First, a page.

Aging 

As we age, it is normal to see some weight gain. This is not something unique to women but women do see a larger increase in abdominal fat. In fact,  the prevalence of abdominal obesity in women in 2008 was 65.5% for women aged 40-59 years. So you’re not alone in this experience. Many different factors play a role in this. Changing hormone levels, loss in muscle mass, decreased activity level, and increased caloric intake, are just a few.

Estrogen

This is the queen bee of all hormones and sadly, this is the one that you’re being robbed off during menopause. Why is this such a big deal? Because she controls everything!! Estrogen plays a role in endocrine, immune, and neurologic systems. That’s why when it’s taken away, many women feel symptoms ranging from hot flashes to forgetfulness, depression and insomnia. One of the biggest connections of estrogen on increased belly fat is its relationship to cortisol. Ahhh, there it is, one of the biggest baddest buzz words in the health industry right now.

If you believe what you read in headlines, this is the one to blame for everything. If it’s out of control, you lose, but to control it seems impossible. Is it? How is estrogen related to it and how does it play a role in belly fat?

Cortisol deserves an entire article by itself (which will come soon) so here is the condensed version on why cortisol is so important to your menopod.

Cortisol is:

“Cortisol regulates energy by selecting the right type and amount of substrate (carbohydrate, fat or protein) that is needed by the body to meet the physiological demands that is placed upon it.” (5)

  • Energy production, exercising, eating, and under stress.
  • This chronic stress can cause excess fat storage deep in the abdomen (visceral fat).
  • Deep abdominal fat has greater blood flow and four times more cortisol receptors. That’s why when there is too much cortisol in your body, it goes right to your belly.
  • It naturally is higher in the morning when you wake up and tapers down as the day goes on.
  • When the body remains under constant stress, cortisol levels remain high regardless of time of day.

Estrogen – Cortisol Connection 

Estrogen has anti-cortisol properties, which helps the body counteract some of the negative effects of cortisol. So as estrogen starts disappearing, so do its cortisol-fighting superpowers. This means that if your body was able to handle some of the excess day-to-day stress before, it may not be able to handle it quite as well now, which translates into excess belly fat.

What can you do?

Chill out!!

  • This is the most important thing you can do
  • Eliminate little, unimportant things that drive you crazy. This is unnecessary stress.
    • In my case, every time I feel like getting stressed out over some inconsiderate driver on the road, I say to myself “menopod alert, menopod alert…not worth it!!” It helps 🙂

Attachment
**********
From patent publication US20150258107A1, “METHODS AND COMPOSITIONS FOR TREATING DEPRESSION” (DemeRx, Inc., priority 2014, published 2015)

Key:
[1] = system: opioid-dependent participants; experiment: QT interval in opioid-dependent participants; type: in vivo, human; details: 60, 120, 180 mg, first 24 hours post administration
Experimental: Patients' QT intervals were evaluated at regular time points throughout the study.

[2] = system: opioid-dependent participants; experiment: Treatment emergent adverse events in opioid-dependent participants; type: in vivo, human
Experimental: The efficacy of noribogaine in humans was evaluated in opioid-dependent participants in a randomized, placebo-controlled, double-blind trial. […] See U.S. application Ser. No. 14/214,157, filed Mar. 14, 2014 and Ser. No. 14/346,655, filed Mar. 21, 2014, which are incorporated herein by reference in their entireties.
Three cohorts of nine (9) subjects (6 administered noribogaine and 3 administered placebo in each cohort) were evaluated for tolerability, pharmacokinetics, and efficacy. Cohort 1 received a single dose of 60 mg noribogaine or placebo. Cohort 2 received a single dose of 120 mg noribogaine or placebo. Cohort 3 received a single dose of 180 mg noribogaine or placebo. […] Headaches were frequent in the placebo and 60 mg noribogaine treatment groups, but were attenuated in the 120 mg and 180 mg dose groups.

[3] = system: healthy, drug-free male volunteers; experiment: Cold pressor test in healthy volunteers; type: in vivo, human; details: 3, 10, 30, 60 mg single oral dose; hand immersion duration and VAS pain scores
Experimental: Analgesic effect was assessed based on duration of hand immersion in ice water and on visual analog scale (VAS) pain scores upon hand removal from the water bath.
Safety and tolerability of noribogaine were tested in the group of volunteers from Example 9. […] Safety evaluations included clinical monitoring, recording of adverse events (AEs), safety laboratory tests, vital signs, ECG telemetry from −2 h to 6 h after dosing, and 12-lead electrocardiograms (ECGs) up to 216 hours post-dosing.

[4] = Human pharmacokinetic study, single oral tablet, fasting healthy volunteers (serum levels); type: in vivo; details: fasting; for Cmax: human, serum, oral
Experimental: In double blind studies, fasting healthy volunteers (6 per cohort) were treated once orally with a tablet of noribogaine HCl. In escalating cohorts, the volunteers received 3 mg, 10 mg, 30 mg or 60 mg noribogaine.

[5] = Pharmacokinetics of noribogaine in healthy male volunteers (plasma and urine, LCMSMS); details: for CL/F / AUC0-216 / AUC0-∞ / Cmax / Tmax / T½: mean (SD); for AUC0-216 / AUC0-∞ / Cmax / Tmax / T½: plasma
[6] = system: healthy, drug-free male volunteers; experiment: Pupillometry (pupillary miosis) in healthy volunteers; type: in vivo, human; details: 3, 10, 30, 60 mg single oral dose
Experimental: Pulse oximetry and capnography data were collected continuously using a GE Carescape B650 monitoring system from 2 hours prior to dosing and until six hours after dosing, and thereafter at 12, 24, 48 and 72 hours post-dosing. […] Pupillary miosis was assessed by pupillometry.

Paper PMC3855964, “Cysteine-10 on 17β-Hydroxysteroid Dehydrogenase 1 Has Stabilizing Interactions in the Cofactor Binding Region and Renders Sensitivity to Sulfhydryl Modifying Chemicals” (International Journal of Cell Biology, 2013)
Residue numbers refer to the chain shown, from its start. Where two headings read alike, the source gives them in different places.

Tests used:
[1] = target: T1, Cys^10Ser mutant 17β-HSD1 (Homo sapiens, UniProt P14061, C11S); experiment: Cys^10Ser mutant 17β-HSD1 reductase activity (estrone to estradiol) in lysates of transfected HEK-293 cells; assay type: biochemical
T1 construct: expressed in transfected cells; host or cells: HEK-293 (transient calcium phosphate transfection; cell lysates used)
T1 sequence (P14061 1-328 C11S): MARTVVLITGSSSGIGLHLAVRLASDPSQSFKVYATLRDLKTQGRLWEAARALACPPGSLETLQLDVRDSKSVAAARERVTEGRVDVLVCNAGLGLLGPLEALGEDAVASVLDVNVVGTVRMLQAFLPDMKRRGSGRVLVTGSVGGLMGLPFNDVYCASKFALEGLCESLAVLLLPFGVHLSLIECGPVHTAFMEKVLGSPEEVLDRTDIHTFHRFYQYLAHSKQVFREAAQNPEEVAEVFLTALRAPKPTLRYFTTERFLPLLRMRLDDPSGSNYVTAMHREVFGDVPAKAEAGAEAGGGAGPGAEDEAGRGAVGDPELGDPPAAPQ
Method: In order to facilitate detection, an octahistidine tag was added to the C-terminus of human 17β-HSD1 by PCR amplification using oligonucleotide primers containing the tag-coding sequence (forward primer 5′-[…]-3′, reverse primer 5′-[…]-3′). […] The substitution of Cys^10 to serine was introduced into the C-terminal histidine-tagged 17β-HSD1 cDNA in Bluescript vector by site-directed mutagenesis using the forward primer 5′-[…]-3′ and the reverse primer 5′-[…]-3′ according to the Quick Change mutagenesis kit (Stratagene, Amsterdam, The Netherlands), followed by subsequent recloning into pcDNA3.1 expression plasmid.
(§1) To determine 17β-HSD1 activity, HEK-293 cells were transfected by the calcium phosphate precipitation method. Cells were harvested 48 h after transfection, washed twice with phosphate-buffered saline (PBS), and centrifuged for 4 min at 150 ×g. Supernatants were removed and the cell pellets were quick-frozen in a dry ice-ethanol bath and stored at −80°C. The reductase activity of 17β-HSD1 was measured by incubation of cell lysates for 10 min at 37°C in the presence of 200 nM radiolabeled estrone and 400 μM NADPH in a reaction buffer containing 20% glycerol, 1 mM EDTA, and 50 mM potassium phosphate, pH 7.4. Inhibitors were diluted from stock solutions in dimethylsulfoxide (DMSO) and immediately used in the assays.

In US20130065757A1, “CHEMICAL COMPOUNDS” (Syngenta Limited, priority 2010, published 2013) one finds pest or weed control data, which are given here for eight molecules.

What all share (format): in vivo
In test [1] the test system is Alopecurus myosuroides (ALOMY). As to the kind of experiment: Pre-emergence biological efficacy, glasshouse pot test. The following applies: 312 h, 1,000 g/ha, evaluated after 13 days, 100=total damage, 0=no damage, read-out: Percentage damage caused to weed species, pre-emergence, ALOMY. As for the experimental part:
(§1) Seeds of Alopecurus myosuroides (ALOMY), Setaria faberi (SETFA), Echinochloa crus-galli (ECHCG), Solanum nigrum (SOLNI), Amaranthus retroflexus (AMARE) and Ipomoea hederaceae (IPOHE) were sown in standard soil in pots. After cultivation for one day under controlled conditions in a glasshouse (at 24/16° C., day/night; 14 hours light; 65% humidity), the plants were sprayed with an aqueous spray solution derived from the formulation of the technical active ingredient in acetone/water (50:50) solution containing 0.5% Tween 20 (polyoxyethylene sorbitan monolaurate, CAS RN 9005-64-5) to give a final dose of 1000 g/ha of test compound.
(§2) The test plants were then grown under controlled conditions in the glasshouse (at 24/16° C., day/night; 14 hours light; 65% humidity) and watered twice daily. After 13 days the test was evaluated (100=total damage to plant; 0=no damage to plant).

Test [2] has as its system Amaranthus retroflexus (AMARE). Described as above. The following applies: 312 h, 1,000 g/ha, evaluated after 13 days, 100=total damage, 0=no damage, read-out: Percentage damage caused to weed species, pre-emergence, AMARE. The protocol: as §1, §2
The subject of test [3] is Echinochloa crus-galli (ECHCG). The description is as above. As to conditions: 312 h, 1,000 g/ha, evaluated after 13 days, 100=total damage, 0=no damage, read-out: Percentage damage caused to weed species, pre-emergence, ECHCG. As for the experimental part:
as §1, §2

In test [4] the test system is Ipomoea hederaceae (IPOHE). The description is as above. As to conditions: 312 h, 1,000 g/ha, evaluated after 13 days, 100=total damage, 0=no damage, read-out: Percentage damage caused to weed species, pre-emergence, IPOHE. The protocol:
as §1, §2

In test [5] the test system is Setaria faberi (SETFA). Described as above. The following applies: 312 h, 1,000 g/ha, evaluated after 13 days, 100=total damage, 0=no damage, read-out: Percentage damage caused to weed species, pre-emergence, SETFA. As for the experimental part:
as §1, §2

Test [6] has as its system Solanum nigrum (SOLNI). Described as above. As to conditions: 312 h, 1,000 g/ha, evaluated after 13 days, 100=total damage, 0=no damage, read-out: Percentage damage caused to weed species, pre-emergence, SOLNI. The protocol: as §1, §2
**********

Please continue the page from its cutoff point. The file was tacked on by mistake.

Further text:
• Stress will always be a part of life. Learning how to cope with it, is essential to controlling weight gain, belly fat, and overall health and well-being.

Resistance training

  • Don’t wait!
    • It is easier to maintain than to try and lose weight during menopause
    • Nobody knows exactly when menopause starts. It can be as early as mid-30’s to late 50’s.
    • Being active before midlife has advantages as it can contribute to entering menopause with lower BMI, higher bone density, lower fat mass, higher lean body mass.

Muscle mass decreases with age for every person, not just women. However, this decrease is accelerated in women as they transition through menopause.

Mindful exercises such as yoga, Tai Chi, meditation.

  • It can help with stress reduction as well as other psychological symptoms, such as anxiety and depression

Eat healthy and adjust your caloric intake to your energy output.

  • If you’re not working out as much as you did before, you can’t eat like you did

As we age, we are faced with many physical changes that affect us not only physically but also psychologically and emotionally. As women, those changes are exacerbated during menopause. Understanding these changes is a key factor in being able to overcome these challenges and transition happily through menopause. In regards to increased belly fat, you must remember that weight gain doesn’t happen overnight and it doesn’t start with menopause.

Don’t wait until you’re unhappy with your body… live healthy now!

Exercise, eat well, find a good balance between work and personal life, and enjoy the smaller things in life. Most importantly, don’t let inconsiderate drivers give you a menopod! 🙂

Have a comment or question? Tweet me @doctorluque

Republished with permission from doctorluque.com


Dr. Maria Luque is a health educator and fitness expert that specializes in helping women take charge of their own wellness. A native of Germany, she pursued a career driven by a passion for health and fitness. Dr. Luque currently teaches at the College of Health Sciences at Trident University International, in addition to conducting workshops, group/personal training, and writing. She’s an IDEA Fitness Expert and has been published in the IDEA Fitness Journal as well as appeared as a guest at local news channel to talk about quality of life and menopause. Visit her website, doctorluque.com

References

  1. Davis, et al. (2012) Understanding weight gain at menopause. Climacteric 15;419-429. doi: 10.3109/13697137.2012.707385
  2. Sammel, et al (2003). Weight gain among women in the late reproductive years. Family Practice, 20: 401-409. doi: 10.1093/fampra/cmg411
  3. Lovejoy, J. C., Champagne, C. M., De Jonge, L., Xie, H., & Smith, S. R. (2008). Increased visceral fat and decreased energy expenditure during the menopausal transition. International Journal of Obesity, 32(6), 949-58. doi:http://dx.doi.org/10.1038/ijo.2008.25
  4. Epel, E. S. (1997). Can stress shape your body? stress and cortisol reactivity among women with central body fat distribution. (Order No. 9930948, Yale University). ProQuest Dissertations and Theses, , 96-96 p. Retrieved from http://search.proquest.com/docview/304388219?accountid=28844. (304388219).
  5. Maglione-Graves, C., Kravitz, L., Schneider, S. (no date). Cortisol Connection: Tips on Managing Stress and Weight. http://www.unm.edu/~lkravitz/Article%20folder/stresscortisol.html